The de facto fight against human trafficking in Spain and the international responsibility of the State

Author:
Ángela Trujillo del Arco

Abstract:
For two decades, there has been a strong agreement in the international legal system on what is meant by the crime of trafficking in persons and how its human rights perspective should be addressed. However, such standards are not fully taken on board by the Spanish anti-trafficking strategy. While the Spanish legal system outlaws trafficking in line with the international consensus, its de facto fight seems to be guided by an outdated conception of the crime that hardly satisfies the international obligations assumed by the State. The analysis of such a disparity is necessary since the failure to act with due diligence to prevent such a human rights violation is likely to generate international state responsibility.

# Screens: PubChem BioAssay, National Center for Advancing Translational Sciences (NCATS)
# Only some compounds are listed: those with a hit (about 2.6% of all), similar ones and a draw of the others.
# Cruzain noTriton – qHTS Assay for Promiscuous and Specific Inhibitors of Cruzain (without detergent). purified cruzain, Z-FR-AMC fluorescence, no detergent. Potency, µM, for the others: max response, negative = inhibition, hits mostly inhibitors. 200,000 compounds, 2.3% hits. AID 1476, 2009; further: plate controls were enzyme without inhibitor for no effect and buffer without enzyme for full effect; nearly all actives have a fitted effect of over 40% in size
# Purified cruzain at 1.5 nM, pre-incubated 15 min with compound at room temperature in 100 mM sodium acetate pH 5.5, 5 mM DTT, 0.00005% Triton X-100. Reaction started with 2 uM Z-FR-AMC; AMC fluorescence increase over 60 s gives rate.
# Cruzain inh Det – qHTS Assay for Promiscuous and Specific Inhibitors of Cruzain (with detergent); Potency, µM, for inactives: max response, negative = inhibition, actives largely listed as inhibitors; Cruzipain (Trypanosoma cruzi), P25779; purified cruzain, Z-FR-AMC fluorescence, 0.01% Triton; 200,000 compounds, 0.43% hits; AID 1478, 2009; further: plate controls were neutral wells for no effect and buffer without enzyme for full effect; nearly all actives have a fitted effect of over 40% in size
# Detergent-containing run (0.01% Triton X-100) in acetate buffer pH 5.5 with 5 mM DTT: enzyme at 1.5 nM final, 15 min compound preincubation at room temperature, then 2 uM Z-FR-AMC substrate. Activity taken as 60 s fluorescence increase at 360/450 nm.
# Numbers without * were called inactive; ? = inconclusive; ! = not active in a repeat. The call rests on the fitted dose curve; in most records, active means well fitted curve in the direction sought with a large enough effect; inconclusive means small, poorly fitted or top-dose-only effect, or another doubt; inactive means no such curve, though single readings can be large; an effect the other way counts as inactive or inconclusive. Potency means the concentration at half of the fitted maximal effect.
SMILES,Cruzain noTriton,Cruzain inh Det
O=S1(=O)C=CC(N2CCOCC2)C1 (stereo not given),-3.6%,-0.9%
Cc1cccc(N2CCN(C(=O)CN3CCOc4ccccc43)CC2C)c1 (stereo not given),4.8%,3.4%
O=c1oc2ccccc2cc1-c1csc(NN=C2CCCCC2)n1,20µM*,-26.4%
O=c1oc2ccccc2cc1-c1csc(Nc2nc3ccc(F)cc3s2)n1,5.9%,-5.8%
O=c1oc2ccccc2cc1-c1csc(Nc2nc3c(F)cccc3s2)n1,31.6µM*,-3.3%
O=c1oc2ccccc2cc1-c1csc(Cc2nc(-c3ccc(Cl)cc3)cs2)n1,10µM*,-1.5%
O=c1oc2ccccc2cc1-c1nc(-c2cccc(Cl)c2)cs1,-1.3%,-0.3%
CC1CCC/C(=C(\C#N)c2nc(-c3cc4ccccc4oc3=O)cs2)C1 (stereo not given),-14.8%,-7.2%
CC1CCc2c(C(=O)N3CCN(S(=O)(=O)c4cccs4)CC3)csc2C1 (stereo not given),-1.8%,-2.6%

Index:
1. INTRODUCCIÓN.—2. LAS PIEZAS ESENCIALES DEL CONVENIO.—3. ÁMBITO DE APLICACIÓN.—4. FILTROS DE COMPETENCIA JUDICIAL INTERNACIONAL.— 5. MOTIVOS DE NO RECONOCIMIENTO.—6. ENCAJE CON OTROS INSTRUMENTOS EN MATERIA DE RECONOCIMIENTO Y EJECUCIÓN.—6.1. Sistema general.— 6.2. Relaciones con las normas de la Unión Europea.—7. ALGUNOS PROBLEMAS PRÁCTICOS SELECCIONADOS.—7.1. Multas coercitivas.—7.2. Caducidad de la acción ejecutiva.—8. CONSIDERACIONES FINALES

Keywords:
debida diligencia; due diligence; ECHR; España; human trafficking; International responsibility; responsabilidad internacional; Spain; TEDH; trata de seres humanos;

Issue:
REDI Vol. 73 1 2021

Section:
Studies

Pages:
277-295

DOI:
http://dx.doi.org/10.17103/redi.73.1.2021.1.11

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